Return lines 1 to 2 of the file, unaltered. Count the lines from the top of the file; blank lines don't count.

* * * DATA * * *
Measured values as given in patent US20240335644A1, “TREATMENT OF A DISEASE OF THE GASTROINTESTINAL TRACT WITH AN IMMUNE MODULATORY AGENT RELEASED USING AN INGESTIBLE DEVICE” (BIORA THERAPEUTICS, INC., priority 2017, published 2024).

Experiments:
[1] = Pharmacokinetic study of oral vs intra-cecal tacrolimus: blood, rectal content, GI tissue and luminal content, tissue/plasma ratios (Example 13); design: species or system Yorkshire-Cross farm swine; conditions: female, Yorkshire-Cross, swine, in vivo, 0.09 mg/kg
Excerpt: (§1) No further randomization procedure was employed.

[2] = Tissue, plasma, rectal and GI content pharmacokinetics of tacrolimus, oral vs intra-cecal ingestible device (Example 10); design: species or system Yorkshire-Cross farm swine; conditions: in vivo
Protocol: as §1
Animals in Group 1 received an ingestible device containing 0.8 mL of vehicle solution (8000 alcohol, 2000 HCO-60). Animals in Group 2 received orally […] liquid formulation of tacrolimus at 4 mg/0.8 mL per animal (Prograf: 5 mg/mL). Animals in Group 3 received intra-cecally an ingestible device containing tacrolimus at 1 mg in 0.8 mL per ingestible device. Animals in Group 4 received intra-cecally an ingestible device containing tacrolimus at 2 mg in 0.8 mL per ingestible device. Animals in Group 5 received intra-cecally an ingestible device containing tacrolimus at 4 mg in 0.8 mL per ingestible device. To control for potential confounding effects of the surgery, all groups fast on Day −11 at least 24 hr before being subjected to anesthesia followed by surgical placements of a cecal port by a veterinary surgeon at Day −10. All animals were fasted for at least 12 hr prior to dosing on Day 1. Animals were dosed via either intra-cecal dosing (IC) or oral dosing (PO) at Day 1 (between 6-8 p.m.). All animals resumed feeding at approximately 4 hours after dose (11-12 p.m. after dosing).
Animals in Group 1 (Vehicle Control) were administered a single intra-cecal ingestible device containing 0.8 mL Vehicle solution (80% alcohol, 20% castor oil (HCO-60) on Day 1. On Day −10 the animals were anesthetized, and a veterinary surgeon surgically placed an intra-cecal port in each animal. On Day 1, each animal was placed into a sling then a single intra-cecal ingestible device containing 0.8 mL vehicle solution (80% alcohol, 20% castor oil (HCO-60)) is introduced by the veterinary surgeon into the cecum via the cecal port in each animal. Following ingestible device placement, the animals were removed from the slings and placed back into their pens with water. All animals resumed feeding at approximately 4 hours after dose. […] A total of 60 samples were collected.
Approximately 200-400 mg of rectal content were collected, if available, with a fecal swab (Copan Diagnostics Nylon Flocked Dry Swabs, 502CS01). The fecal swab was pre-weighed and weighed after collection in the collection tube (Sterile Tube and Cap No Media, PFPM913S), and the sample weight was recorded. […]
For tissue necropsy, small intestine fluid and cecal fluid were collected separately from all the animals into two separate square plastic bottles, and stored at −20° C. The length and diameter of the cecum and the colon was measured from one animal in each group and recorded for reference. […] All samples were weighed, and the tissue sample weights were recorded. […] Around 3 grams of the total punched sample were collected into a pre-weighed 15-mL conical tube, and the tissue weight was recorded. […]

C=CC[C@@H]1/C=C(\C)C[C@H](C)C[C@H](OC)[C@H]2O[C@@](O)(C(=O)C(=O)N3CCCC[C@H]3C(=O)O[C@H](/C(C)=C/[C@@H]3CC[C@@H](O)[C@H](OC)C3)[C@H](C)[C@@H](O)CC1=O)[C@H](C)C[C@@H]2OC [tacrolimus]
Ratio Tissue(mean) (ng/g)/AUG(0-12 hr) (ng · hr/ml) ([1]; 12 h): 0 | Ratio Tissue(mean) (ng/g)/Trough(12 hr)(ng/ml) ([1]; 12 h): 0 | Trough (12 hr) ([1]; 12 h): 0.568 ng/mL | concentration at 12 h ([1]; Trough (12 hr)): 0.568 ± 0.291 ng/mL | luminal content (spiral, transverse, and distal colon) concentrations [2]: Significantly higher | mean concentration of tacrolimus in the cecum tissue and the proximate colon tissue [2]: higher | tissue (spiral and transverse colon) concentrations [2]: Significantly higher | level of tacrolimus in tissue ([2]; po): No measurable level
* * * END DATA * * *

Measured values as given in patent US20240335644A1, “TREATMENT OF A DISEASE OF THE GASTROINTESTINAL TRACT WITH AN IMMUNE MODULATORY AGENT RELEASED USING AN INGESTIBLE DEVICE” (BIORA THERAPEUTICS, INC., priority 2017, published 2024).

Experiments: